TVLINE | Jennifer, though, from maybe Top 11 to, say, Top 6 week or thereabouts, was giving really specific, instructive critiques: Telling Stefano to read the lyrics before he tackled a song, telling Pia to stomp it out and physically work the stage even during ballads. She wasn’t overtly harsh, but she was very constructive. Will you encourage her to do more of that in Season 11?
Absolutely. And I think Jimmy Iovine brought a lot in that area, too. Jimmy was much more critical because his endgame is “I want to sell a record,” not “I want to see this kid get on.” He came from the recording executive arena — exactly where Simon Cowell came from: Down to earth, “I’m not gonna sugarcoat this critique.” Then you’ve got the professional critiques: Jennifer and Randy. You mustn’t forget Randy in this, as far as I’m concerned. He, for me, really helped the process. He knew the program, he got on with the process, and allowed Jennifer and Steven to just be Jennnifer and Steven.
TVLINE | Any other big changes in store for Idol for 2012?
The world is gonna be different when we come back. The Voice is now around, and The X Factor will have come onto the scene as well. It’s gonna be a different world but we’ll keep doing what we do, which is the honesty of open, clean auditions, and kids coming on that stage raw and hopefully turning into stars. That’s what American Idol is all about, and that’s what we’ll continue to do.
TVLINE | One other thing: When we spoke in May, the subject of theme nights and song clearances came up. Do you think we might see some new or different themes in Season 11? Are you already working on those?
We’re looking for areas to do the middle shows — [the post-Hollywood round] we did with the Beatles’ Love show in Vegas. We’re looking at what other stars we can do that with. But there are really great songs through all periods of time. The key is the melody. And it’s been tough [to find songs] from perhaps the middle of the ’90s [onward], where we lost the melody out of our songs. It’s starting to come back: Gaga, Bruno Mars, Cee Lo are bringing melodies back to music, and it’s gonna get easier again I hope. But we’re always going to have to go back in time for songs that can hit home on a minute-and-a-half performance.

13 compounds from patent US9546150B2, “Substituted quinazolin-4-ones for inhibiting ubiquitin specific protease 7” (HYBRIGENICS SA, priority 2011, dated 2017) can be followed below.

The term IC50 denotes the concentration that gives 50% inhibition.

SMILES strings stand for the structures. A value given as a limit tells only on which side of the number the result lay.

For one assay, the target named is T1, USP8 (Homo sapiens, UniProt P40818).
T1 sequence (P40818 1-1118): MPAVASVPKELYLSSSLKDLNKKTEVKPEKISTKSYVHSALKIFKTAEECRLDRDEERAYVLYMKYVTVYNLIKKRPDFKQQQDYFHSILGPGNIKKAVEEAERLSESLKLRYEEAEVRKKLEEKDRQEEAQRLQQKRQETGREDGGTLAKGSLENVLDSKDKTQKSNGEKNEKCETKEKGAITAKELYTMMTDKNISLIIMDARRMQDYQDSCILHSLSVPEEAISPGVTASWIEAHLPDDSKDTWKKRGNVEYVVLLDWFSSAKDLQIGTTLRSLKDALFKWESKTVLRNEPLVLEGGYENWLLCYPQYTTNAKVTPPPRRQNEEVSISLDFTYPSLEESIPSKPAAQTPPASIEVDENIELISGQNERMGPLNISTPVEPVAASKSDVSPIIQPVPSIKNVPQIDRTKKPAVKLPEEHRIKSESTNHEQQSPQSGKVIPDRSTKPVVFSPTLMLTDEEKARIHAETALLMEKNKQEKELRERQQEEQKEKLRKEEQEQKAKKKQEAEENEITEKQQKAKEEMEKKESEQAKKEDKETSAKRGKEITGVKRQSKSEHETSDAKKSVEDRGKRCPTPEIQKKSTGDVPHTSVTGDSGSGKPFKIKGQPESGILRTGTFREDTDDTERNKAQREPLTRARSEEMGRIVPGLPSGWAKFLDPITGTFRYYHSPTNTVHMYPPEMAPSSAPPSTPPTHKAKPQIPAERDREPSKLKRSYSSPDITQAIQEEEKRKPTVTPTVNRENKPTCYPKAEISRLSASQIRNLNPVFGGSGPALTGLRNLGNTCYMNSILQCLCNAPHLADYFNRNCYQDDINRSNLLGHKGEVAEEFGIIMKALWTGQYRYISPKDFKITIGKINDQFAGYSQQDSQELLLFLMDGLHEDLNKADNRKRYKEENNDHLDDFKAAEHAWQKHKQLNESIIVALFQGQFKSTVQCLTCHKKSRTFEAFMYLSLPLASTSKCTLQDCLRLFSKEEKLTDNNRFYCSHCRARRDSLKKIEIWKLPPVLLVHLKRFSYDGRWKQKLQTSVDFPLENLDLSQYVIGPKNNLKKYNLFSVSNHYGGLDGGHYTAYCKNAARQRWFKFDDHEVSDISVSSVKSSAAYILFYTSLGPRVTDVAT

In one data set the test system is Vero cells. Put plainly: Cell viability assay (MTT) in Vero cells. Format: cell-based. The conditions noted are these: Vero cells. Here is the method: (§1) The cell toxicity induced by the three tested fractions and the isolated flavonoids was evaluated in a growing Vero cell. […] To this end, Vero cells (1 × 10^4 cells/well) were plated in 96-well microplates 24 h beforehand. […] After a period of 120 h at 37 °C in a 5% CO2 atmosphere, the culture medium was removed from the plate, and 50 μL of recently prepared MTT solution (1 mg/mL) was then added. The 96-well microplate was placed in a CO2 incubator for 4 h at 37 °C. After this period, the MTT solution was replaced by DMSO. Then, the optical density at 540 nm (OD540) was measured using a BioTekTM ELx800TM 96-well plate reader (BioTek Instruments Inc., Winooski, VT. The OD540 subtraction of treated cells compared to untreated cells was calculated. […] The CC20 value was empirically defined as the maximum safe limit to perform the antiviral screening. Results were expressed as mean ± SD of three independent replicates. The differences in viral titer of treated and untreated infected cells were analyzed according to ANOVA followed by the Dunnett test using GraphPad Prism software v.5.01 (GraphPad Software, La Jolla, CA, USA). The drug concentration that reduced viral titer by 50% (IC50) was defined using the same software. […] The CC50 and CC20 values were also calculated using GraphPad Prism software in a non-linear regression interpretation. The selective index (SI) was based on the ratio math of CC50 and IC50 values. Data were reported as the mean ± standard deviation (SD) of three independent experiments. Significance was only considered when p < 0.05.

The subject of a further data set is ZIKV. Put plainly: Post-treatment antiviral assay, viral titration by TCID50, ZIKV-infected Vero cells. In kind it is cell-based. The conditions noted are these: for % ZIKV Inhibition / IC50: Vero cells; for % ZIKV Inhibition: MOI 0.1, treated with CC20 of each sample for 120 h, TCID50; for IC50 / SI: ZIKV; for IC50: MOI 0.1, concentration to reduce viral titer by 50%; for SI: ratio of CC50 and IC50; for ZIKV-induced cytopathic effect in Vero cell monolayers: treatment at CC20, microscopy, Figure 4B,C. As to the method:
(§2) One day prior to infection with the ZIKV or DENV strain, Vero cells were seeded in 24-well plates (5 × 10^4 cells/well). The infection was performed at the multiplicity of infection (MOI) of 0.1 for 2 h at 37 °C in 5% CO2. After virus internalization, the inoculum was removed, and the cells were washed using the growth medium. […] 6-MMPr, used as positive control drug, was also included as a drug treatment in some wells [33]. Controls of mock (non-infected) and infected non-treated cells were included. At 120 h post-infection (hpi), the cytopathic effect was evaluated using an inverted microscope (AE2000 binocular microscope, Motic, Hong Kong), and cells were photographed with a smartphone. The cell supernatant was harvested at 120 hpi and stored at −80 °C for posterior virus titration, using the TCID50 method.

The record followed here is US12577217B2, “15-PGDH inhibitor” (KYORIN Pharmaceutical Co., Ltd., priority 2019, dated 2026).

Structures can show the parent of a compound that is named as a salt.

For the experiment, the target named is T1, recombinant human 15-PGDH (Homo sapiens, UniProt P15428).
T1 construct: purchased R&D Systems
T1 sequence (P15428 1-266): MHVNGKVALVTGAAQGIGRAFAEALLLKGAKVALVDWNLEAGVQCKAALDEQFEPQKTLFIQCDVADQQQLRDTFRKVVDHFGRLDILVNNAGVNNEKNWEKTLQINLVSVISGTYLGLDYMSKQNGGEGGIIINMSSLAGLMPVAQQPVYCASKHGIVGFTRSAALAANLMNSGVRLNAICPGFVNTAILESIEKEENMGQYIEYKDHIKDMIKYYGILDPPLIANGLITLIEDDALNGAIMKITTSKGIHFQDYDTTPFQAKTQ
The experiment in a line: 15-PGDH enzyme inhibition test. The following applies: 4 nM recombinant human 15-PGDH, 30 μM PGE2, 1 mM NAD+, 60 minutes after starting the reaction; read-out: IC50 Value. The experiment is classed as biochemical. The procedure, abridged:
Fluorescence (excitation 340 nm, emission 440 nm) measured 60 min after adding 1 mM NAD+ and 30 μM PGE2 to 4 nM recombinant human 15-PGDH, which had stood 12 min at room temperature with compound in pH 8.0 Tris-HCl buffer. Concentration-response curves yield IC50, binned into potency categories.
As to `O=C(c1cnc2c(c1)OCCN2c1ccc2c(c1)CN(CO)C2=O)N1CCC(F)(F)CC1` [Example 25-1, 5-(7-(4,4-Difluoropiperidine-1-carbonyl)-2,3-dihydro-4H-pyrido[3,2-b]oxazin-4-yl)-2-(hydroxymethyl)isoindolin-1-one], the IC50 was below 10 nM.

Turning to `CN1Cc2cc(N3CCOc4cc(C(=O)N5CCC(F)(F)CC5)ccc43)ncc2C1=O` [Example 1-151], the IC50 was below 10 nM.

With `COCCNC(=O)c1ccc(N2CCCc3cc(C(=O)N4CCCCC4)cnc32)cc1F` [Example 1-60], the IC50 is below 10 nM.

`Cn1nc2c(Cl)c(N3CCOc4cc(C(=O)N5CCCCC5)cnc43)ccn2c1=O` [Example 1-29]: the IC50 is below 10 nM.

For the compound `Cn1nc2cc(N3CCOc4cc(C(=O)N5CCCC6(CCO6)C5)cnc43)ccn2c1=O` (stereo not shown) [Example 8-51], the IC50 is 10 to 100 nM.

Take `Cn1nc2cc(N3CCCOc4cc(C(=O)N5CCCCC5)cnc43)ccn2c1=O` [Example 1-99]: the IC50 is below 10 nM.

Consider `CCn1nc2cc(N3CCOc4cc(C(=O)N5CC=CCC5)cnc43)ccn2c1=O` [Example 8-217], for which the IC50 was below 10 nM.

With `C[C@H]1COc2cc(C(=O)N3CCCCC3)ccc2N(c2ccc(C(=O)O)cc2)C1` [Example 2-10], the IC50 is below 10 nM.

TVLINE | What about packaging themes a little differently, like, say, “No Ballads Allowed” or “Breakup Anthems” or “One-Hit Wonders”?
We looked at Prom Night, we looked at Love Songs, and Songs with Colors in the Titles, that allow people to be creative. But at the end of the day, Haley’s biggest votes came when she sang “I Who Have Nothing” by diva Shirley Bassey and “House of the Rising Sun” which goes back to the Animals. And add to that she did “Rolling in the Deep” by Adele and Gaga’s “You and I.” So if you’re a good singer you can make the song be great.
TVLINE | Would you consider list of 10 or 12 banned songs, so we don’t ever again have to hear “Against All Odds” on the Idol stage?
At the moment I’m sick of “Rolling in the Deep”: Everyone wants to do that at the moment for their audition.
TVLINE | But seriously, it would be the most awesome idea ever if you banned 11 songs from the live rounds in Season 11, the ones that have been beaten into the ground.
[Laughs] Well, Mike, if you want to write down and send me 11 songs that you don’t want to hear again, I will put them through to the committee.
TVLINE | No joke: I am going to get you that list in a flash.
[Laughs] I’ll probably get it in the next 30 seconds, right?
Got any ideas for the “Banned Songs” list, or opinions on Nigel’s early Season 11 thoughts? Sound off in the comments! And for all my reality news and recaps, follow me on Twitter @MichaelSlezakTV!